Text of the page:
• Be careful of how the survey is drafted and who conducts it. Both can bias results.
  • As an alternative to making customer satisfaction part of a bonus plan, consider starting a customer satisfaction or loyalty program. The most important question to ask will be: would you recommend us to your peers?  Any low response guarantees a follow-up call from the company.

How Can You Best Use Excess Profits? Five Suggestions

Situation: A company, an S Corporation, produced substantial profits during the first 6 months of their fiscal year. This becomes taxable personal income to the owners if it remains profits. How would you advise the CEO and owners to make best use of these excess profits?

Advice from the CEOs:

  • Use some of the funds to invest in new opportunities for the future growth of the company.
  • Prepay significant costs like software licenses multiple years in advance. Make sure that you attend to your accounting so that you properly reflect the ongoing profitability of the business. Otherwise, what you may believe is profitable in future years will not reflect true profitability because you will not be accounting for all of your true expenses.
  • Is anyone in the company deserving of a one-time special bonus for performance or a salary increase?
  • It may make sense to take dollars out of the company and to diversify owners’ investments by investing in real estate, stocks, etc.
    • Check out the current rules around 401K programs that may allow you to invest increased amounts per year per person. Talk to your financial advisor about the details and regulations surrounding these programs.
  • List your alternatives and compare the anticipated ROI, on an after-tax basis, of the various options. This will help you to evaluation options including:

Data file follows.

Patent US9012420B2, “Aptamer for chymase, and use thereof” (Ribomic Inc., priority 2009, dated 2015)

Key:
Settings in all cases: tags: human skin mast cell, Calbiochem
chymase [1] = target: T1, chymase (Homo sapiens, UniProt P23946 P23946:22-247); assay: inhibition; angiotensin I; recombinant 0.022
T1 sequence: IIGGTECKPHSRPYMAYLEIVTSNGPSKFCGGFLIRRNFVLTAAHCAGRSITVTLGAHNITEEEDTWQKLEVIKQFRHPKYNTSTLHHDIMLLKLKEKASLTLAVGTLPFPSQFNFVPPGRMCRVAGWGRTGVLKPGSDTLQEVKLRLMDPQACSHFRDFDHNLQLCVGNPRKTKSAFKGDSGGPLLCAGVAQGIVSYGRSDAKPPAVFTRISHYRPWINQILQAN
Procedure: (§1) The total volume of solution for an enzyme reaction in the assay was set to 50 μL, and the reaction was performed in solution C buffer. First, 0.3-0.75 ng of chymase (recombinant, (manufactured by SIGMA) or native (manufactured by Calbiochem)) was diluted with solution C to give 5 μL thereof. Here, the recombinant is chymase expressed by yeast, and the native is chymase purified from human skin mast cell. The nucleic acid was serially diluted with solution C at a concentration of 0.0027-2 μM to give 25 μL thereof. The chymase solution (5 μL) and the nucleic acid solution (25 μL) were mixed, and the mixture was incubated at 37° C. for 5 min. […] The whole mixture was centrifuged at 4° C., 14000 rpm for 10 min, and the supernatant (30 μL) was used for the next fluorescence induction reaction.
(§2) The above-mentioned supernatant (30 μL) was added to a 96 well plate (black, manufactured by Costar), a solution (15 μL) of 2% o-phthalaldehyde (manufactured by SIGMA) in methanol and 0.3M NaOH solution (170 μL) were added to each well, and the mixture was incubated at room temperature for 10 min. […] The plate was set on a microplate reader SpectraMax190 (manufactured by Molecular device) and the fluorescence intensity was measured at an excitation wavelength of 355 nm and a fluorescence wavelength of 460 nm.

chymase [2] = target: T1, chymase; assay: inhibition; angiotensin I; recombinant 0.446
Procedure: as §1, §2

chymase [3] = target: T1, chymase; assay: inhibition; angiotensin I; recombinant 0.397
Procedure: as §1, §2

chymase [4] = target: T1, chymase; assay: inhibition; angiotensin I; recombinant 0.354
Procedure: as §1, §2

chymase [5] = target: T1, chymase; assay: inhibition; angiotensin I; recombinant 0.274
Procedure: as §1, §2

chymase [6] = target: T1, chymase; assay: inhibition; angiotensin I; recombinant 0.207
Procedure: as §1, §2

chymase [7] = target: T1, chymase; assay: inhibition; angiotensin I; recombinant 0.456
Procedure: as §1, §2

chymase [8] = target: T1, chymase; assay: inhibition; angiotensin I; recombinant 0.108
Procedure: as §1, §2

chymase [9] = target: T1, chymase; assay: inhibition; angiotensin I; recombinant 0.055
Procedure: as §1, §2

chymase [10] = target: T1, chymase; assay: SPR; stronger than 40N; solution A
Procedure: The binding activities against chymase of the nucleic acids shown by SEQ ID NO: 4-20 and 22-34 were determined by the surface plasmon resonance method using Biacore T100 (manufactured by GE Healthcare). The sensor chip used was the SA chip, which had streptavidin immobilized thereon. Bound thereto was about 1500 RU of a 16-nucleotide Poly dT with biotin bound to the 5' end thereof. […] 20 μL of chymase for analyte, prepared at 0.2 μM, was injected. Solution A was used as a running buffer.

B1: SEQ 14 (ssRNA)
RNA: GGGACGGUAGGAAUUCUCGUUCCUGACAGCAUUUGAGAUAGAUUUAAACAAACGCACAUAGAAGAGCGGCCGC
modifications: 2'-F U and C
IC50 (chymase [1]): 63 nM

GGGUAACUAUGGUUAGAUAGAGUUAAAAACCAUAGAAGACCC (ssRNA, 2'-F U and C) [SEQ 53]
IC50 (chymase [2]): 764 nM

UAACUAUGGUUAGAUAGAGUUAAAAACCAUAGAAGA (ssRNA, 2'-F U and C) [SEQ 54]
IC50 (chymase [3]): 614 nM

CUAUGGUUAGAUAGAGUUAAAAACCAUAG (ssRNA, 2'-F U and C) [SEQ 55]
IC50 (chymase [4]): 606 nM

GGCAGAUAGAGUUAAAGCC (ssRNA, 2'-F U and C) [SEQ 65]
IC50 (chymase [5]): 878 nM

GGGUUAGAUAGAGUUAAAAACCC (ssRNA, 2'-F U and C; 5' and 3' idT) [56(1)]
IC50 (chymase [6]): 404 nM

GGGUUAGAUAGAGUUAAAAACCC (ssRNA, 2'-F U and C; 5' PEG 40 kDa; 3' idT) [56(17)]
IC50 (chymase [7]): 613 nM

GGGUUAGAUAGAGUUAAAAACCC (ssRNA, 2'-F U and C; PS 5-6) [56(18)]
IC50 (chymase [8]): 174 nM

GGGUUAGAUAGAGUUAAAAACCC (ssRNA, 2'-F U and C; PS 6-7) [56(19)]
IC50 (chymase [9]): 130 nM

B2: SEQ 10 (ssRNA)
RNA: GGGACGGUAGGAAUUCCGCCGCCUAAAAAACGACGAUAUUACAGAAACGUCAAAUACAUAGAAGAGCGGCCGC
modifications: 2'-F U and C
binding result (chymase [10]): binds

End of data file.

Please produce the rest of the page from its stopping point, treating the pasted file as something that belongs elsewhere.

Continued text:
• Reinvesting in the business – various options.
    • Investing outside of the business – various options.
    • Talk to your financial planner about the choices.

What’s the Best Way to Allocate a Bonus Pool? Three Points

Situation: A company allocates 10% of pre-tax profit to a Bonus Pool. Employees qualify for quarterly bonuses based on company and group performance, and for semiannual bonuses based on individual performance. Last year not all funds were paid out of the pool because some employees failed to hit performance targets. What’s the best and fairest way to allocate the excess funds in the pool?

Advice from the CEOs:

  • Why not let the pool be the pool? Employees will or will not qualify for bonus participation based on individual and group performance. The company determines who qualifies at each level and these individuals become the pool participants, splitting the full pool in proportion to their level of qualification and their salary.
  • Not all companies will do this based on pay and bonus level policies. For these companies there are options on what to do with unpaid bonus funds in the pool:
    • Leave the funds in the pool for future distribution;
    • Shift unpaid bonus to Retained Earnings; or
    • Retain a percent of the funds in the pool and shift the rest Retained Earnings.
  • Another consideration is whether to use discretionary or metric criteria to determine bonuses. Some companies use only or primarily metric criteria, others use discretionary criteria, and some use a blend of metrics for one portion of the bonus with the remaining portion discretionary. The rationale behind discretionary criteria is to give managers the opportunity to recognize extraordinary contributions that fall outside the normal metrics.

What are Your Plans for 2011 Bonuses? Seven Thoughts